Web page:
No on Props 91, 92
One of the most unfortunate consequences of California’s initiative process is the tendency to pass measures that lock in state spending levels, making it increasingly difficult for the Legislature to adjust them to needs. Both of these measures would make the situation worse.
Proposition 91 would require that the sales tax on gasoline be used only on transportation. Not only is it bad public policy, it’s also duplicative: Voter approval of Proposition 1A in 2006 accomplished the same goal. Even the original authors of this measure are urging a no vote.
Proposition 92 also would lock in a spending formula, this one for community colleges, without creating a funding mechanism. Inevitably, the money would come out of other budgets, such as those of the state universities and the University of California, which is why their governing bodies oppose the measure.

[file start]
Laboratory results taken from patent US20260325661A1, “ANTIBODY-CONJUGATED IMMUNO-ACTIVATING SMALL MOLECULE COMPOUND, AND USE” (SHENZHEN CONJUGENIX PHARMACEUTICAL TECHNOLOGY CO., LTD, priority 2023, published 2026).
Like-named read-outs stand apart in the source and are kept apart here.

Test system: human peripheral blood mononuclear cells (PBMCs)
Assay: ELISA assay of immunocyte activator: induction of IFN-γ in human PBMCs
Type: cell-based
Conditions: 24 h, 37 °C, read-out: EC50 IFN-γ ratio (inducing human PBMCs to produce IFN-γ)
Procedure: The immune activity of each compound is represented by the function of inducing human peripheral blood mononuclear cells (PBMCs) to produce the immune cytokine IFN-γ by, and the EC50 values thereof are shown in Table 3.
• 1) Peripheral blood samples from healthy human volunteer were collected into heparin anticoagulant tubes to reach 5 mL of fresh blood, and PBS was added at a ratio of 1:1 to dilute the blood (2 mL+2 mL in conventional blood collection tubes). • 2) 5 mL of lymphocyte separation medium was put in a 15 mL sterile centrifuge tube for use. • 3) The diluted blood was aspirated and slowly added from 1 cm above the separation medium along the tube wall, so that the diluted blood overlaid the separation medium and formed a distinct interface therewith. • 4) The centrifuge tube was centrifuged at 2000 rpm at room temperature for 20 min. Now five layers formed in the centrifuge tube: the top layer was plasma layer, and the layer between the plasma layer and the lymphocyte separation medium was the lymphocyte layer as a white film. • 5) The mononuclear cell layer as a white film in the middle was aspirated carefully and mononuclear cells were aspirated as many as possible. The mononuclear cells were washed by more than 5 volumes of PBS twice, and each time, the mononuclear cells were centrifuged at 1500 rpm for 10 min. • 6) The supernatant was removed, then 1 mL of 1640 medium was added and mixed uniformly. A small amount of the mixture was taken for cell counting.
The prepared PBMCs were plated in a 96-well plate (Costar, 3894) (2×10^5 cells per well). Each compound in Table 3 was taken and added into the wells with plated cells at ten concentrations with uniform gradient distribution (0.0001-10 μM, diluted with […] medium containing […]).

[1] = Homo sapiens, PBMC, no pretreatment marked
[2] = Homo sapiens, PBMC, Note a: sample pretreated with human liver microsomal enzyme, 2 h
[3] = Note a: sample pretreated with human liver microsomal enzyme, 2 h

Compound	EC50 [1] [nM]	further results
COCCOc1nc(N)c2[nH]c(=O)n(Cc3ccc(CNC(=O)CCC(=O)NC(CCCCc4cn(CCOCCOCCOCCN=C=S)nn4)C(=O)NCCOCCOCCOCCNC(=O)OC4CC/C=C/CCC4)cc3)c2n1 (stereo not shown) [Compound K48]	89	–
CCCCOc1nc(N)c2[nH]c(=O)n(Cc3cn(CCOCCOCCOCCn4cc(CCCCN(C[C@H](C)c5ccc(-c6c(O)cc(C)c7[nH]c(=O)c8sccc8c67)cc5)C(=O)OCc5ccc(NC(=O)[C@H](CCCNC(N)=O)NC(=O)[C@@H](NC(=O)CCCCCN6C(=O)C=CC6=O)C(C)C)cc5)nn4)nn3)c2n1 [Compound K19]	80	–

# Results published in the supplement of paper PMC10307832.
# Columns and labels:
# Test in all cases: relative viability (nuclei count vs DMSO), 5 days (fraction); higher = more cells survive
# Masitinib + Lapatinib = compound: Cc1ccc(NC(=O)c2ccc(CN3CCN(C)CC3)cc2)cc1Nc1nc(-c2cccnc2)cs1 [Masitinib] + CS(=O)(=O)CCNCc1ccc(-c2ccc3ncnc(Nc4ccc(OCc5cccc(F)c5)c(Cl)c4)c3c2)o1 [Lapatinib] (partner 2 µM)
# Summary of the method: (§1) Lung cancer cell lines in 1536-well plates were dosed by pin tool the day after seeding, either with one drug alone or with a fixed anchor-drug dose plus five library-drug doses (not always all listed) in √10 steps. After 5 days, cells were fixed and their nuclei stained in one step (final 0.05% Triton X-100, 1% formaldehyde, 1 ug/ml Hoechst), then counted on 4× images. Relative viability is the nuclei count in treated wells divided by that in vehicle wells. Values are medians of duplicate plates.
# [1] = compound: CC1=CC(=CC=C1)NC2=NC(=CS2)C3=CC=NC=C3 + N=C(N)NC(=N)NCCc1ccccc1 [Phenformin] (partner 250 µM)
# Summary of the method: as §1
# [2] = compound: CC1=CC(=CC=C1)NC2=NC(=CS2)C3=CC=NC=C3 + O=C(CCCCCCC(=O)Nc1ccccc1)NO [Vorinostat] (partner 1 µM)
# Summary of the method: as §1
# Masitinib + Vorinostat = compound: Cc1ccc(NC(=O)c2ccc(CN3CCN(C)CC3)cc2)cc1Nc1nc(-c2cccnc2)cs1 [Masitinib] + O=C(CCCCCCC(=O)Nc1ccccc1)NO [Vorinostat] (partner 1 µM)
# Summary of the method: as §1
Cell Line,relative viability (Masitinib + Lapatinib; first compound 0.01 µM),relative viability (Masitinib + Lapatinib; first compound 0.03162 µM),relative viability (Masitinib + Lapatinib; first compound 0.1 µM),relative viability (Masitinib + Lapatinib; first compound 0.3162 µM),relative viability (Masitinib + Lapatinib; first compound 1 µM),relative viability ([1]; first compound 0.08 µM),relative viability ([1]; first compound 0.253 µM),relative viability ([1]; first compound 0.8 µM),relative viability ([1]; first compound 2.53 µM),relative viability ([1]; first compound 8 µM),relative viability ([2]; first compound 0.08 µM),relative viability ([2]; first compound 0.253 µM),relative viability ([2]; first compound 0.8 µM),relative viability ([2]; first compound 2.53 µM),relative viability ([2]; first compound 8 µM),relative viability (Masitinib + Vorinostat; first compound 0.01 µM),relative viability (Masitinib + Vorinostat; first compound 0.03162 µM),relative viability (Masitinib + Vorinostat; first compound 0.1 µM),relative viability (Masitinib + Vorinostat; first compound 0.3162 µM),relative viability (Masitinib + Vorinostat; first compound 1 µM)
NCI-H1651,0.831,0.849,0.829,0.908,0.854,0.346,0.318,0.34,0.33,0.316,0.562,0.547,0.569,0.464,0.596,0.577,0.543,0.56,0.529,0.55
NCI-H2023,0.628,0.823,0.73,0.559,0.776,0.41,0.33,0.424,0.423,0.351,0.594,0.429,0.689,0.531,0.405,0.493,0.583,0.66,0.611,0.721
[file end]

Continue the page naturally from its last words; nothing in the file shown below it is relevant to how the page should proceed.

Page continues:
California has the lowest community college fees in the country, as well as ample financial help for struggling students. It’s natural to desire a stable funding base, but the community colleges should work with, not against, the other higher-education systems and the Legislature.